10 February 2020
An Phoblacht 1970
Remembering the Past - 50th Anniversary
Following the split in the IRA in December 1969 and Sinn Féin in January 1970, one of the first actions of those who rejected the Goulding/MacGiolla leadership and who formed the Provisional Army Council of the IRA and the Caretaker Executive of Sinn Féin was to launch a publicity fund with a view to establishing their own republican newspaper.
Since 1948 the newspaper of the Republican Movement had been The United Irishman/An tÉireannach Aontaithe and in the ‘69/’70 split the Goulding/Mac Giolla organisation retained control of that paper. The Caretaker Executive of Sinn Féin, which was formed by the delegates who walked out of the Ard Fheis on 11 January and resumed what they regarded as the legitimate Ard Fheis in Kevin Barry Hall, 44 Parnell Square, announced their intention to start a new monthly publication.
The name chosen was An Phoblacht (The Republic), the title of the IRA paper of 1925 to 1937. The paper was initially based at the Irish Book Bureau, 33 O’Donovan Road, South Circular Road, Dublin, which was run by 1916 veteran Joe Clarke, a member of the Caretaker Executive. Another member, Seán Ó Brádaigh, was the first editor.
The inaugural issue consisted of eight pages and contained the first statements of the Provisional Army Council and the Caretaker Executive and carried reports from around the country of IRA units and Sinn Féin cumainn pledging allegiance to these bodies. An article described how some 250 members of Sinn Féin in North Kerry had been expelled in 1966 because they disagreed with the direction taken by the Goulding/MacGiolla leadership.
An Phoblacht was anxious to show that the position represented by the Caretaker Executive was not right-wing but advocated the development of an Irish form of socialism based on the tradition of ‘Comhar na gComharsan’ (co-operation of neighbours). It called for control of industries by workers’ co-operatives. Two articles covered the housing crisis in Dublin.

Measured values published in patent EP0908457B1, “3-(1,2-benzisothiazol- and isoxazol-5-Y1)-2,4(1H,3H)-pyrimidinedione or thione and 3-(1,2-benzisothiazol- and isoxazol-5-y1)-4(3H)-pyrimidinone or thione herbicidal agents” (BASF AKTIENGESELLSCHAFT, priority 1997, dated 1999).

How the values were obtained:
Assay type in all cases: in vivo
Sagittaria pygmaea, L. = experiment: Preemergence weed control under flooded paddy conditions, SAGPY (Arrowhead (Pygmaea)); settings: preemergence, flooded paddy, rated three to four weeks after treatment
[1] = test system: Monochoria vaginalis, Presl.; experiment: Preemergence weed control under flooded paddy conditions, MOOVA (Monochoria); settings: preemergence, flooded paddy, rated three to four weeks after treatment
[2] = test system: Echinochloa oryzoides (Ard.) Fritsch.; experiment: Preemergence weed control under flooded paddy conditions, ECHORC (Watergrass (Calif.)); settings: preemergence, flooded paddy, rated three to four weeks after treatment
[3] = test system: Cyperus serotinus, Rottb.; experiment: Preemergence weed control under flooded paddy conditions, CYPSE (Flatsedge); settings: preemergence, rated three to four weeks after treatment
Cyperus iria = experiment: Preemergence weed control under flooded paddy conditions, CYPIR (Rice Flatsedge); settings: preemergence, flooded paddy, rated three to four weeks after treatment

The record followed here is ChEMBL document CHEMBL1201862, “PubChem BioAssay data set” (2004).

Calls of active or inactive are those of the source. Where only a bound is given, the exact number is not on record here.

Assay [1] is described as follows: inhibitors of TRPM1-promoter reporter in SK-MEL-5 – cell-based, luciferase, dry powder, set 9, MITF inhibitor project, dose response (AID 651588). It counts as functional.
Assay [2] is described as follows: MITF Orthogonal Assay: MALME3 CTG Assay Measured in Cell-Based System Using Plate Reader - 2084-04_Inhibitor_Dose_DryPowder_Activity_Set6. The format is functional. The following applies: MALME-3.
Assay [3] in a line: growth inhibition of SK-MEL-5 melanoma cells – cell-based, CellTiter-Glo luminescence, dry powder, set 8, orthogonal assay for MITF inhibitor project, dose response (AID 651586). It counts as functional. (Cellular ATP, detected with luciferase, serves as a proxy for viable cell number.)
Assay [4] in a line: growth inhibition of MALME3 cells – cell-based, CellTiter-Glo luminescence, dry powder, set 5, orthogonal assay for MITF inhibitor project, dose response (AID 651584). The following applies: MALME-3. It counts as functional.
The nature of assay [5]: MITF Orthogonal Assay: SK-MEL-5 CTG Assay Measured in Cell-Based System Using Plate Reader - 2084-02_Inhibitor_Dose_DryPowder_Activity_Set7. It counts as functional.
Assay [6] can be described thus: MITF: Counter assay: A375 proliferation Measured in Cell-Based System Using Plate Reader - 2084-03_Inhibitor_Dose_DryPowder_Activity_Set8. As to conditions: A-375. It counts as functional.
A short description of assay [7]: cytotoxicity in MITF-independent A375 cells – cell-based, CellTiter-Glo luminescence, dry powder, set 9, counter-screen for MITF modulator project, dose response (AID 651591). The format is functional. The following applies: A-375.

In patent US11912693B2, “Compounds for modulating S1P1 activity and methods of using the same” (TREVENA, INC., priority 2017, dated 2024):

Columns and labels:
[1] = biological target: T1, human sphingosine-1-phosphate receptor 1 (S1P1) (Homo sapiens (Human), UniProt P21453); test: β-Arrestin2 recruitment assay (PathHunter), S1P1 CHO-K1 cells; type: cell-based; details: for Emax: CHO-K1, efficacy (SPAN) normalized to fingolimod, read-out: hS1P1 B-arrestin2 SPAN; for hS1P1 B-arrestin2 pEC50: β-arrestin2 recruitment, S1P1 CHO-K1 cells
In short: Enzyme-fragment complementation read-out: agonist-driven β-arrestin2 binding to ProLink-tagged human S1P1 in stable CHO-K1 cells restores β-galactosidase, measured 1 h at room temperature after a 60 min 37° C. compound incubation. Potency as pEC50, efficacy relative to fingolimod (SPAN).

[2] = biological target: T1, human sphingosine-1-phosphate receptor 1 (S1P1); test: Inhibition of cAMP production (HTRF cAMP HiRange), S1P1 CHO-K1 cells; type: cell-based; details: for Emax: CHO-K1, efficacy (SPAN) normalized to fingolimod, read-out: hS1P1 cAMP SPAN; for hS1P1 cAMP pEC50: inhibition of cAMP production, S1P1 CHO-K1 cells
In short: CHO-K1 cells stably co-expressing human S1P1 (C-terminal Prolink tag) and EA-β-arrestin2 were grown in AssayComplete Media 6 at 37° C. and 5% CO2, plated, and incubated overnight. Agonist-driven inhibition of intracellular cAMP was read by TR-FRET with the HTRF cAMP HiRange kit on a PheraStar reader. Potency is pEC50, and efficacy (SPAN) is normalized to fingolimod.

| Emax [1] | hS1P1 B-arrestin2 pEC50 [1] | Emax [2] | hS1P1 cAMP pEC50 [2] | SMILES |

The paper’s Northern Correspondent had a lengthy feature on the Civil Rights movement. This is interesting in the light of subsequent events. It warned against either Socialists or Republicans trying to have their political demands adopted by the Civil Rights movement. Instead the writer urged unity on the basis of the original demands for an end to discrimination in voting, housing and jobs and the repeal of repressive legislation. The writer commented:
“I would point out that agreeing to work within the Constitution does not mean agreeing to uphold it – or even to like it, as many Unionists seem to think. The right to work openly and democratically for one’s political aims (which may or may not be the re-unification of Ireland) is one of the civil rights we claim.”
The March issue of An Phoblacht reported that 20,000 copies of issue No. 1 had been sold, the first papers going on sale at Dublin’s GPO on 31 January.
Volume 1, Number 1 of An Phoblacht was sold throughout Ireland in February 1970, 50 years ago this month.